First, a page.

Arum lily (Zantedeschia aethiopica)
Arum lily (also commonly named funeral lily or death lily because it was once popular as a funeral flower) is a garden escapee that is now considered an environmental weed. Arum lily is a long-lived plant that is 1-1.5 m tall. It is known for its large, white flowers and recognisable leaves. Arum lily can be toxic to humans, livestock, horses, dogs, cats and birds.
Arum lily prefers wet, sunny areas but can also grow in full shade. It is hardy and can tolerate waterlogging, fire, occasional frost and salt. It can grow in tropical and cold areas. In Helensburgh, it is common in swampy areas and along drainage lines and creeks, and has now spread into the Royal National Park and Garrawarra State Conservation Area. It spreads by seed and plant parts.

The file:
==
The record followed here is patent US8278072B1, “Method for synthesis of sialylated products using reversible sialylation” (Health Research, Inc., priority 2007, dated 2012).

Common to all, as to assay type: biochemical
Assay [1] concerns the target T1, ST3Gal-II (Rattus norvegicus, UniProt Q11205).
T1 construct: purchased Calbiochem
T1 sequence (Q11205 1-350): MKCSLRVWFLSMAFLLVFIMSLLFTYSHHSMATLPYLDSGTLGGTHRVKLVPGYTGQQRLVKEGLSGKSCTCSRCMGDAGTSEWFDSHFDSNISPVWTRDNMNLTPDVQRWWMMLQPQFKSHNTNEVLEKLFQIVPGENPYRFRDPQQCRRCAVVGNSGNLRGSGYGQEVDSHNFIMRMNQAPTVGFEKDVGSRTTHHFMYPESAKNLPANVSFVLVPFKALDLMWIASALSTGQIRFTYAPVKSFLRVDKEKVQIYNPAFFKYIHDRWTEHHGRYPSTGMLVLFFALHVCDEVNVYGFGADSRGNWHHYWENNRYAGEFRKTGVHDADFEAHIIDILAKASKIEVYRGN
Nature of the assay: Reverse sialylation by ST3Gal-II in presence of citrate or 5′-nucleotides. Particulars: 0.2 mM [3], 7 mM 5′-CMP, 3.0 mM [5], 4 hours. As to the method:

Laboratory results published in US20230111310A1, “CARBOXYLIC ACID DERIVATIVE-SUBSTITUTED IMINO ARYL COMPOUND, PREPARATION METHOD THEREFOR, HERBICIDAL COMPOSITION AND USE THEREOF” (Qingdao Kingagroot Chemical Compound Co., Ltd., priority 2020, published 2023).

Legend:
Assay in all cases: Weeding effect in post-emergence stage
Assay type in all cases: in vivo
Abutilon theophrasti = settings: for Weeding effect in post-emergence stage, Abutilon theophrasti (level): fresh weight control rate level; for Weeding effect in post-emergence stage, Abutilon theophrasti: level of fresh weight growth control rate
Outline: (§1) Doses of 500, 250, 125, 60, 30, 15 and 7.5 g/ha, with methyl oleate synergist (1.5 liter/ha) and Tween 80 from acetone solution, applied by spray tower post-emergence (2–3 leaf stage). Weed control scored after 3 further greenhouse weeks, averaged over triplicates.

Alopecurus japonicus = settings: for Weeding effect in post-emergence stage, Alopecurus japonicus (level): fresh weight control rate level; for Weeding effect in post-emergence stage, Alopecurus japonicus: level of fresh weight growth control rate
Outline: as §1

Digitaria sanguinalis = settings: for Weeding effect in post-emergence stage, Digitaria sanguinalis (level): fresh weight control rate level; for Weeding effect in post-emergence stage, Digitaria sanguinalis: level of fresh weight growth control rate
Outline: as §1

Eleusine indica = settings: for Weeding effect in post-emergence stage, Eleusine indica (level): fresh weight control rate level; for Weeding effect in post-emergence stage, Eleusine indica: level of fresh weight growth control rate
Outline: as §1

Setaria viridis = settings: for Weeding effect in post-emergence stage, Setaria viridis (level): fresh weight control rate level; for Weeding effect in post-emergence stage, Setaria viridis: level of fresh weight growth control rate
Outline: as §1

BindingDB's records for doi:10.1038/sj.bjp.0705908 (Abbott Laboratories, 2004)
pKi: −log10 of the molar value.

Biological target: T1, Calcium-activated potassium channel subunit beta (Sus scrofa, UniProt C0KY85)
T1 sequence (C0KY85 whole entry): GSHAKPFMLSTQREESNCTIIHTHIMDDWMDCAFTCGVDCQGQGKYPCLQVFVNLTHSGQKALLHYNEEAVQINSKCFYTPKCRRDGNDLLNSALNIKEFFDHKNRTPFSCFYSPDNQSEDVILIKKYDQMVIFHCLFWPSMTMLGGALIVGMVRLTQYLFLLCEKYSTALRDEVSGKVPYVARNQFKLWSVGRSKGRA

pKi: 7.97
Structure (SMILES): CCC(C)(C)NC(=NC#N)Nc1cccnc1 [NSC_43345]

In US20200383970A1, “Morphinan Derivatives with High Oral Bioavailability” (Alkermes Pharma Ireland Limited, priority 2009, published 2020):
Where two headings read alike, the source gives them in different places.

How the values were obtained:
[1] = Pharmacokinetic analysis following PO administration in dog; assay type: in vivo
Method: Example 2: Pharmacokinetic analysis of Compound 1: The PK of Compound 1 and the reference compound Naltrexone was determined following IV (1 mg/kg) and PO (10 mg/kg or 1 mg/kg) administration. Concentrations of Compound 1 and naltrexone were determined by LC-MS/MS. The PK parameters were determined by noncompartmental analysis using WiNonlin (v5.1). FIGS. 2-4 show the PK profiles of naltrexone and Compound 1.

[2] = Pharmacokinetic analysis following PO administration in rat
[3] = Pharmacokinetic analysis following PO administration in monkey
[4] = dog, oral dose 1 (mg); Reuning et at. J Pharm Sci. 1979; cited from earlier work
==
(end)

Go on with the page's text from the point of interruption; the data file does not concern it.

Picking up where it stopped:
Removing large clumps of Arum lily is time consuming and requires many years of follow-up.
If you have Arum lily on your property or close-by, please do all you can to remove this invasive weed.
Grow Me Instead
Swamp lily - Crinum pedunculatum. This Australian native plant has rosettes of broad leaves and clusters of white, highly fragrant, flowers on 1m stems. Suits any soil, full sun or dappled shade and is mildly frost tolerant, it also grows well near ponds.
Grass flag - Libertia paniculata. Australian native which forms a grass like clump with masses of white flowers in spring, for moist, semi-shaded positions.
Madonna lily - Lilium candidum. Unlike most liliums, this species keeps its green leaves through the winter. It grows, on average, to one metre with white flowers. Do not confuse this with the weedy Formosan lily which is invading roadsides and bushland locally.